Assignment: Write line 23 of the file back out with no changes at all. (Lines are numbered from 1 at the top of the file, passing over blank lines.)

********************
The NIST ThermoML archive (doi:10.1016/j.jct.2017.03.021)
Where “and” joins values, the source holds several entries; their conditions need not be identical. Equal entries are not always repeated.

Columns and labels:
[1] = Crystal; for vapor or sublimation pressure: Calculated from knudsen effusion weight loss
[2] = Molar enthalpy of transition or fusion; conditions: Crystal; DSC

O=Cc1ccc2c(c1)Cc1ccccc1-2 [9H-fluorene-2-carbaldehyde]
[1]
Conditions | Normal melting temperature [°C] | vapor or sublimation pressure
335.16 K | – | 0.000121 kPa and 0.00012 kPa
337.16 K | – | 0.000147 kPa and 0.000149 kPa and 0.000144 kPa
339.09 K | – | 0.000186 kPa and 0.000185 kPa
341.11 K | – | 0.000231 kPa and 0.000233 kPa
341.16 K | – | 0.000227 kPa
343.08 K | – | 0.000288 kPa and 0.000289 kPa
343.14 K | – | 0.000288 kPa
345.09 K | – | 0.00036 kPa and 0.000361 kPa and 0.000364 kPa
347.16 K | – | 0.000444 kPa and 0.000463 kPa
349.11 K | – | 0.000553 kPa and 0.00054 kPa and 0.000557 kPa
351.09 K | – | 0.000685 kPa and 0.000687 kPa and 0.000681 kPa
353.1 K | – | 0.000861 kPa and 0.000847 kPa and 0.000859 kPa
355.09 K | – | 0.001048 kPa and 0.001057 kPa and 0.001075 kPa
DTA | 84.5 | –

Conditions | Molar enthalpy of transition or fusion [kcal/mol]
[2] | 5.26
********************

Conditions | Molar enthalpy of transition or fusion [kcal/mol]